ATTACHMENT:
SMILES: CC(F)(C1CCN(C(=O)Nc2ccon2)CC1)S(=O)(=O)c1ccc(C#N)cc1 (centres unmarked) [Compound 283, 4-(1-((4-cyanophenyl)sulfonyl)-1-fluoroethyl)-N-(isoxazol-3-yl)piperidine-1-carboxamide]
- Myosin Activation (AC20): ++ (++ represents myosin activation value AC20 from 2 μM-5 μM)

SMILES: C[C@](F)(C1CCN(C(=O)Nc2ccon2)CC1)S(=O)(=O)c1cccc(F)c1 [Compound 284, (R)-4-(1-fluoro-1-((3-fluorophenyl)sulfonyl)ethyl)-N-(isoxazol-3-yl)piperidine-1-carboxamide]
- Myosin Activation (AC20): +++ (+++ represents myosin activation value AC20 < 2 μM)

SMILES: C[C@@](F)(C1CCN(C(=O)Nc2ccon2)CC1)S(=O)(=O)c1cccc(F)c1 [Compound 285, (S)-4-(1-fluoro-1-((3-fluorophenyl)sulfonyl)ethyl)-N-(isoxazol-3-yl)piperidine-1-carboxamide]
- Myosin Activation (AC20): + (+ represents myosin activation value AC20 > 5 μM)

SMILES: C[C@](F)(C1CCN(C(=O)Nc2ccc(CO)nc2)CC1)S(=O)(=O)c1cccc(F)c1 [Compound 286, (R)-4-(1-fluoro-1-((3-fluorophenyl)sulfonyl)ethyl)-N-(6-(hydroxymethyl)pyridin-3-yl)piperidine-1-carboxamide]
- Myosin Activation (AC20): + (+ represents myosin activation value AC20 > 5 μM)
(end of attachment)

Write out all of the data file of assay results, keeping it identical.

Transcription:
SMILES: CC(F)(C1CCN(C(=O)Nc2ccon2)CC1)S(=O)(=O)c1ccc(C#N)cc1 (centres unmarked) [Compound 283, 4-(1-((4-cyanophenyl)sulfonyl)-1-fluoroethyl)-N-(isoxazol-3-yl)piperidine-1-carboxamide]
- Myosin Activation (AC20): ++ (++ represents myosin activation value AC20 from 2 μM-5 μM)

SMILES: C[C@](F)(C1CCN(C(=O)Nc2ccon2)CC1)S(=O)(=O)c1cccc(F)c1 [Compound 284, (R)-4-(1-fluoro-1-((3-fluorophenyl)sulfonyl)ethyl)-N-(isoxazol-3-yl)piperidine-1-carboxamide]
- Myosin Activation (AC20): +++ (+++ represents myosin activation value AC20 < 2 μM)

SMILES: C[C@@](F)(C1CCN(C(=O)Nc2ccon2)CC1)S(=O)(=O)c1cccc(F)c1 [Compound 285, (S)-4-(1-fluoro-1-((3-fluorophenyl)sulfonyl)ethyl)-N-(isoxazol-3-yl)piperidine-1-carboxamide]
- Myosin Activation (AC20): + (+ represents myosin activation value AC20 > 5 μM)

SMILES: C[C@](F)(C1CCN(C(=O)Nc2ccc(CO)nc2)CC1)S(=O)(=O)c1cccc(F)c1 [Compound 286, (R)-4-(1-fluoro-1-((3-fluorophenyl)sulfonyl)ethyl)-N-(6-(hydroxymethyl)pyridin-3-yl)piperidine-1-carboxamide]
- Myosin Activation (AC20): + (+ represents myosin activation value AC20 > 5 μM)